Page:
First, and foremost, understand that I'm not comparing the competition of a football game to warfare.

Football players are not soldiers, and there should be no mistake about that.

However, for the sake of some interesting comparisons, I would like to draw the following analogies on this year's Garden City Buffaloes football team.

With the recent 35-28 come-from-behind victory on Friday night over Wichita Heights in the Class 6A quarterfinals, the Buffs now find themselves preparing for their second trip to Wichita in two weeks, and the third to the area this season (including Maize), where they will face powerhouse Derby in the sub-state championship game, and on the line is a berth in the Nov. 30 6A state championship game in Topeka at Washburn University.

So, here's the way I see the Buffs (after discussions with coach Brian Hill) and how they would present themselves if they indeed were soldiers heading into warfare.

The Buffs, quite honestly, don't have a tank to smash through the front lines, unless you think in terms of the offensive line. They don't have a big, powerful, punishing running back.

They do, however, have a multi-purpose weapon in quarterback Greyson Tempel. The passing/running skills that he possesses has created more than 3,700 yards of offense for the Buffs' attack. Through the air, or on the ground, Tempel can do some major destruction to opposing defenses.

Wide receivers Caleb Tramp and Dusty Tempel are the stealth bomber and cruise missile attackers for the Buffs. Tramp, a 6-5, 205-pounder, has created match-up issues for defensive backs all season on both short and deeper pass routes. All he's done is catch 52 passes for 1,073 yards and 11 touchdowns. Dusty is the long-distance threat for his brother, having caught 55 passes for 909 yads and 9 TDs. Mitchell Hernandez, the third wideout for the Buffs, is something akin to artillery being lobbed in from short distances. Once he catches a ball, mostly on short to mid-range routes, he can scurry, twist and turn his way to bigger gains.

Then, you've got running back Jared Koster, the Tomahawk missile of this offense. He can strike quickly, penetrate deeply and reach long-range targets. He's rushed for more than 700 yards and scored 11 TDs, and has had four 100-yard rushing games in the past five weeks.

According to Hill, the resultant weapons have been effective because of that offensive line that gets down in the trenches, digs the ditches and does all the dirty work.

"They take a lot of beating, but that's just fine with them," Hill said on Sunday, 48 hours after that dramatic victory over Heights. "They do their own business. It's a pretty special group."

Hill said that the group has been able to effectively block for both the run and the pass, due in part to their athleticism.

"Their football IQ is pretty high, and they've really begun to come off the ball and play more physical," Hill said. "They're athletic in their own way. They're not the tallest and they're not the heaviest, but they're physically strong. They're big, nimble and can move their feet."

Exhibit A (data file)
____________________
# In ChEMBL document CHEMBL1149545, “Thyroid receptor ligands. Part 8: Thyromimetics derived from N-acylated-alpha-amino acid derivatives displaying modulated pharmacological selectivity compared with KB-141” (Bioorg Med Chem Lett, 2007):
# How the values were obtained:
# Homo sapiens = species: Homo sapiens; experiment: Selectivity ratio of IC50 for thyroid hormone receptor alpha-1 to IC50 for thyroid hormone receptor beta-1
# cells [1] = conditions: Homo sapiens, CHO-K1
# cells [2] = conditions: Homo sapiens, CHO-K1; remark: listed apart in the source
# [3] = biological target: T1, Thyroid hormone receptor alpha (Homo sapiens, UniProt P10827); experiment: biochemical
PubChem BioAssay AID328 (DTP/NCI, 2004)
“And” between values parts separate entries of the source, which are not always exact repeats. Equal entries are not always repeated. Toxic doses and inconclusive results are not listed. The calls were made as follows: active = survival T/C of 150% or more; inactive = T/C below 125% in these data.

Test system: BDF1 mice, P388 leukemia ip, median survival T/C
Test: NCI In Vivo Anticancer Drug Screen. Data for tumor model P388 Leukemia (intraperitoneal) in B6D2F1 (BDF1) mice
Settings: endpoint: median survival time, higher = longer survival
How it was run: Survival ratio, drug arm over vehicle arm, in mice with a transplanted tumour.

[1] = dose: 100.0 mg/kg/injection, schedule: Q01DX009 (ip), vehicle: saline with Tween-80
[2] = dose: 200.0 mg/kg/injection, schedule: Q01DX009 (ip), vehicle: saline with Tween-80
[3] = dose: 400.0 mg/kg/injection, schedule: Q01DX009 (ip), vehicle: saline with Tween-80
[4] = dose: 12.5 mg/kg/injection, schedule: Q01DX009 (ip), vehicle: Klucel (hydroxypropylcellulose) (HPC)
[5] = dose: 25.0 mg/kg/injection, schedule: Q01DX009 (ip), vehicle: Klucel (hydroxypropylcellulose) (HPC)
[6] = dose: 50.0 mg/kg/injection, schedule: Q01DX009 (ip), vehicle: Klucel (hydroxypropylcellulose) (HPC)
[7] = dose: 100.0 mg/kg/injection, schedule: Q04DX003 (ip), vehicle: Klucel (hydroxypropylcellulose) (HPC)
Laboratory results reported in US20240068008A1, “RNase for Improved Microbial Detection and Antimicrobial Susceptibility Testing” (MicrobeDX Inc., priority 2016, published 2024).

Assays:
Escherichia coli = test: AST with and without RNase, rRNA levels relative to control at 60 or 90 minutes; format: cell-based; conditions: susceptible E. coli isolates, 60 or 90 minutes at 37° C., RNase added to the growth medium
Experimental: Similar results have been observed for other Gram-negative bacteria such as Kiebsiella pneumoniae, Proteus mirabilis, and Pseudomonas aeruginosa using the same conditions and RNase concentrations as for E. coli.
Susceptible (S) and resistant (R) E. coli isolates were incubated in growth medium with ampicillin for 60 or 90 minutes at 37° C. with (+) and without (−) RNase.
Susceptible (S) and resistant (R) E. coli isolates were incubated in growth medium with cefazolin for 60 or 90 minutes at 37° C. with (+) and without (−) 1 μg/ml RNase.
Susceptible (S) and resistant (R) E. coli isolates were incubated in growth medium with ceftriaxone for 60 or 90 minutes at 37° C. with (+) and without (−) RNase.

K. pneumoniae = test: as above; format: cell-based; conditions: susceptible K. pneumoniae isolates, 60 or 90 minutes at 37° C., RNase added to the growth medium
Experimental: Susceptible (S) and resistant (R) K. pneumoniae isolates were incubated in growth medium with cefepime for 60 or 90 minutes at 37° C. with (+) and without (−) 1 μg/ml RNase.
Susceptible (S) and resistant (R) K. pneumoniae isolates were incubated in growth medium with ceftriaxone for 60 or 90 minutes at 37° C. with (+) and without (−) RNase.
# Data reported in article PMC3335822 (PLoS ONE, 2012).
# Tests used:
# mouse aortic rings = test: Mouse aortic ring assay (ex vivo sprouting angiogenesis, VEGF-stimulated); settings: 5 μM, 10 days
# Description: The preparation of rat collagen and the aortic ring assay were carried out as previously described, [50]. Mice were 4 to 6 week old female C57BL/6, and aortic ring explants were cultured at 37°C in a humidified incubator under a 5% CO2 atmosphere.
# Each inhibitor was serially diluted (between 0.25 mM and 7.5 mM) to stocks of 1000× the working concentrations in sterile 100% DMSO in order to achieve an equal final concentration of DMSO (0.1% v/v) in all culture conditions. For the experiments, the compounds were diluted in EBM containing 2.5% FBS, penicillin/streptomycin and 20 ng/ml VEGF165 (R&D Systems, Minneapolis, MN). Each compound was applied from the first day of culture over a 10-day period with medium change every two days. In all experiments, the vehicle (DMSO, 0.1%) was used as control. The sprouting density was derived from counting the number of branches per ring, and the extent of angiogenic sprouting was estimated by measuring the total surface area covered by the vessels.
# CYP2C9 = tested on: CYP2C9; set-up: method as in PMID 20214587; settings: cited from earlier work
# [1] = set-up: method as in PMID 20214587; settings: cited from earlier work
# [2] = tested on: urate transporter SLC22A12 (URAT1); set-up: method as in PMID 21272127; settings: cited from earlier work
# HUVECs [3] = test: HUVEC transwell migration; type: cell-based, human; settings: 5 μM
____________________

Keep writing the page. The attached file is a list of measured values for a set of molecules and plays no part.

Hill had more trouble coming up with descriptions of his defense, so he just went back to basic descriptions.

The linemen, he says, play with great technique and have worked hard to do the things that the coaching staff has asked of them.

"What they do frees up our linebackers to make plays," Hill said of his linemen. "The linebackers are a multi-skilled group. They're very good against the run and in their own right, can move side to side. They've been tackling macheines and have done a great job of clogging the middle."

The Buffs' secondary has been the team's great equalizier, Hill said.

"From run to pass coverage, they're getting the people lined up," Hill said. "They're kinda like the secret forces. They're able to do everything, dissect things and they are the last line of defense for us."

Hill has said all along that this team will go as far as the 27 seniors on the team take them. And by most standards, they have gone further than anyone may have been willing to wager. It hasn't stopped this team from becoming high achievers.

"They fear no one, respect everyone," Hill said. "They will go out and play hard for four quarters. They've learned how to handle success, and they don't get too high or too low. They don't see themselves as not belonging. They're not intrinsically motivated by what other people think. That doesn't bother them. The commitment that they've made through their four years has made them battle-tested. The way we win, everybody knows we've got a chance. They expect to win, no matter who they're playing."

One of the things that has made that mindset possible is that when Hill became head coach in 2010, he began taking his squad to 7-on-7 camps and team camps during the summer, where they've faced teams from eastern Kansas, Wichita and out-of-state.

"They've been exposed to a lot of things, a lot of teams, and they've competed very well with those groups," Hill said. "They don't feel they don't belong. They believe they belong. They now have a greater understanding of their opponents and what to expect. "

So when the Buffs march out onto Derby's field on Friday night, Hill's squad will be ready to do battle with the Panthers. And they expect to come home victors.

Sports Editor Brett Marshall can be emailed at